Vertical Screw Conveyors are designed to move bulk materials vertically. It is a specialized screw feeder that is capable of conveying materials where a very small footprint is required. Although Vertical Screw Conveyors perform wonderfully in specific applications they do have limitations when it comes to discharge height and types of materials they are able to convey. A Vertical Screw Conveyor consists of a conveyor screw rotating in a tubular housing with a suitable inlet at the lower end and an outlet at the upper end. Drives are generally located at the top of the vertical conveyor. The top bearing or drive unit must be able to handle both the radial and thrust loads. The method of feeding the vertical screw is most important because some materials lend themselves to one method of feeding better than another. Very light materials for instance cannot be handled in a gravity inlet hopper because the rotating screw acts somewhat like a fan and blows the material back out. This can possibly be overcome by tilting the vertical screw with a inlet feed hopper at the bottom. Most materials are fed to a vertical screw by either a straight or offset intake horizontal feeder conveyor. The straight intake style is simple and effective for those materials which will not become damaged by jamming or forcing. The offset style intake is most often used especially for the more fragile materials.
The ideal operation of a vertical screw conveyor is to have a controlled and uniform volume of material fed to the unit. Uneven or surge loads and start, stop operations can affect specifications of speed, capacity and horsepower. Some granular or pelletized materials can roll to the bottom of the vertical section after stopping and will then create a starting problem. If a horizontal feeder screw is employed to feed the vertical screw, the speed of the vertical screw may remain constant and any change in the material flow rate would be made only in the horizontal feeder. In this way specific flow rates of material may be obtained. With that being said, a vertical screw is generally not considered an accurate feeding device.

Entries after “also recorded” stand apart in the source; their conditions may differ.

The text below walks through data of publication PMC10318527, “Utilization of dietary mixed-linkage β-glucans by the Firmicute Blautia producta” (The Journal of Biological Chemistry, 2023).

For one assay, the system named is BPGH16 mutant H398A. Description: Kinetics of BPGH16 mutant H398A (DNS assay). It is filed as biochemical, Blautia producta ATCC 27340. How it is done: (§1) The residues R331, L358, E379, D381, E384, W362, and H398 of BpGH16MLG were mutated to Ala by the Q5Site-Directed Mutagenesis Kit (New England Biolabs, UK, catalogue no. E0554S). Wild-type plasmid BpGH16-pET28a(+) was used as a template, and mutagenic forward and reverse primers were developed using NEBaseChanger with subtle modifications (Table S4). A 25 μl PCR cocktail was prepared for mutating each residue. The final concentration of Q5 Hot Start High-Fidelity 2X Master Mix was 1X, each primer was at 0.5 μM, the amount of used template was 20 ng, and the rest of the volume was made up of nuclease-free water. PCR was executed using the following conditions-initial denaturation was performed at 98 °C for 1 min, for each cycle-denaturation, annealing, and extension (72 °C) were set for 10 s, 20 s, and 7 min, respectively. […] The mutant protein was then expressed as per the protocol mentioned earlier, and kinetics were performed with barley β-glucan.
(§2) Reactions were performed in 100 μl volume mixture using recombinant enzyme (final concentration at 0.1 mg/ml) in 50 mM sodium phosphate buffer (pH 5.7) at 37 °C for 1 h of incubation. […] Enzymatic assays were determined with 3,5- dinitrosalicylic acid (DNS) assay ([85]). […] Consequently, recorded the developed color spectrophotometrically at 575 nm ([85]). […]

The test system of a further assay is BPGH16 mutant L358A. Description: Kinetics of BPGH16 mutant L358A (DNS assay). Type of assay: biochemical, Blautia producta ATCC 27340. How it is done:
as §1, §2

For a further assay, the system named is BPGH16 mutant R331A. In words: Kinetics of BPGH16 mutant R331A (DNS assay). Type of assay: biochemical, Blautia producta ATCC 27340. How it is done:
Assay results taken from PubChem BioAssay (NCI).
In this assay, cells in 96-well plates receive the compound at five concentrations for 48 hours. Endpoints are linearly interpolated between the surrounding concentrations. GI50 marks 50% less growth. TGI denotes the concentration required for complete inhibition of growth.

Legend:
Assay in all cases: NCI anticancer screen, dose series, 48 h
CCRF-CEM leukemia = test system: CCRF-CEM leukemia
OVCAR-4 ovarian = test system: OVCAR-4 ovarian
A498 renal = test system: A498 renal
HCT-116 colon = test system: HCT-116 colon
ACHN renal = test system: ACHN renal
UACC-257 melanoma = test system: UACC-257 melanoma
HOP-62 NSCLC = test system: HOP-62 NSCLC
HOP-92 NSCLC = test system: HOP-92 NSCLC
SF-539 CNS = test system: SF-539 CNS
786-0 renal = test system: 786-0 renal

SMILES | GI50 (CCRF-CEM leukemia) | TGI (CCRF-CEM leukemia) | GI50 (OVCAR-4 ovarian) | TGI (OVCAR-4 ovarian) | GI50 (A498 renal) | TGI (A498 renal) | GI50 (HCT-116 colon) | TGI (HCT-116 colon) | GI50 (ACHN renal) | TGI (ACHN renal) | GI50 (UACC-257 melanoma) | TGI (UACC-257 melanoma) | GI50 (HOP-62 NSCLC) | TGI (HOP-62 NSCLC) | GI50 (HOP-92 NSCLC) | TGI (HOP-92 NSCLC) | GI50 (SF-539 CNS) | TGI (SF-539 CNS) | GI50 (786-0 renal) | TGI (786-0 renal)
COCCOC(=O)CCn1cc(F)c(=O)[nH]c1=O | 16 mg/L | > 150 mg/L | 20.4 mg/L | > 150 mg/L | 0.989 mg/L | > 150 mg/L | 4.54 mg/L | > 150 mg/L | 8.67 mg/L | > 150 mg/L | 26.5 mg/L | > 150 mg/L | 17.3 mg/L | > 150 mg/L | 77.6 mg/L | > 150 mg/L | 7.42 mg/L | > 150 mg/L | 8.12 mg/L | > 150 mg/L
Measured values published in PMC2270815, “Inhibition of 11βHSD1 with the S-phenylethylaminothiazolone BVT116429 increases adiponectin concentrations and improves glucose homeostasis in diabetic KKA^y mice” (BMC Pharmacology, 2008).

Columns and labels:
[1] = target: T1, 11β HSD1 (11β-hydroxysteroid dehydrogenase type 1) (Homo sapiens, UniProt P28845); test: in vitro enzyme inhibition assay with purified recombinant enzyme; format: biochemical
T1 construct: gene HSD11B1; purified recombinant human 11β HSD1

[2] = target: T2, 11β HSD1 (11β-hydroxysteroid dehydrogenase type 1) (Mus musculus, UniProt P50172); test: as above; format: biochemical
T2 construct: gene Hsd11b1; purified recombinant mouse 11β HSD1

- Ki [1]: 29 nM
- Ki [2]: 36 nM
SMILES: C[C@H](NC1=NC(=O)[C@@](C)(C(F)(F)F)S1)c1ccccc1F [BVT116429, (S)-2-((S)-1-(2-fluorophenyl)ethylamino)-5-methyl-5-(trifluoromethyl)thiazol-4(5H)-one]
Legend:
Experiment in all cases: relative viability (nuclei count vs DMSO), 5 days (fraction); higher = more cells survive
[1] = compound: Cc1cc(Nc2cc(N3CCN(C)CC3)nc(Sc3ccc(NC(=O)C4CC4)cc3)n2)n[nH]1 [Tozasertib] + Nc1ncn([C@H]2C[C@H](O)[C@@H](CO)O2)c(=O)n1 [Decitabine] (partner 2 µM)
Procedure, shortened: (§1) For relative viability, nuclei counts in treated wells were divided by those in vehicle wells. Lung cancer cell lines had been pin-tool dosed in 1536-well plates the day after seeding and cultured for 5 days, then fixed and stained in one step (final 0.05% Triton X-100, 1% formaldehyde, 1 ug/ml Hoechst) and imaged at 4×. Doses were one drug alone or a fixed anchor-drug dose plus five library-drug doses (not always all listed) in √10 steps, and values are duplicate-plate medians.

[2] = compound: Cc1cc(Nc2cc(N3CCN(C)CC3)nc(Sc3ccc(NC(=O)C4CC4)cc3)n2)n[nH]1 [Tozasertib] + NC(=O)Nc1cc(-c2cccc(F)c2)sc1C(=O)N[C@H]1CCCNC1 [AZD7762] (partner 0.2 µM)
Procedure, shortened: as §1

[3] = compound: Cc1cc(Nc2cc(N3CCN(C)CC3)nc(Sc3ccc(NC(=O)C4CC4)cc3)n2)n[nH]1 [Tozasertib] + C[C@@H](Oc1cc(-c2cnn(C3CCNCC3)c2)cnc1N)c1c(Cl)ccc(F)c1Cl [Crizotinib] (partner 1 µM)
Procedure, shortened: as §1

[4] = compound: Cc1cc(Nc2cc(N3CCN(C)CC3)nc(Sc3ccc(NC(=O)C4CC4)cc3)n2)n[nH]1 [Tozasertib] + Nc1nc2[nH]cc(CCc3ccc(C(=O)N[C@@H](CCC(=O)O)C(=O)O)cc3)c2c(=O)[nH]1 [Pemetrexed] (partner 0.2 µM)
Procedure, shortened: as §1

One of the features of a vertical screw conveyor is that if the rotation of the vertical screw is stopped the conveyor will be full of material. It is also true that if the vertical screw is left turning but the feed of material ceases, the vertical screw conveyor will not empty itself, some of the material will be left in the housing in an amount depending on the material characteristics. It is important to realize, however, that material left over from previous operations will be the first to discharge when the vertical screw conveyor is restarted. Vertical screw conveyor speeds must be adequate not only to convey but to overcome the fall back of material between the tubular housing and the screw. It also must be realized that the speed of the vertical screw imparts a linear velocity to the material, against the pull of gravity, and the velocity is very important in propelling the material past the gaps between the screw sections at the intermediate hanger bearings.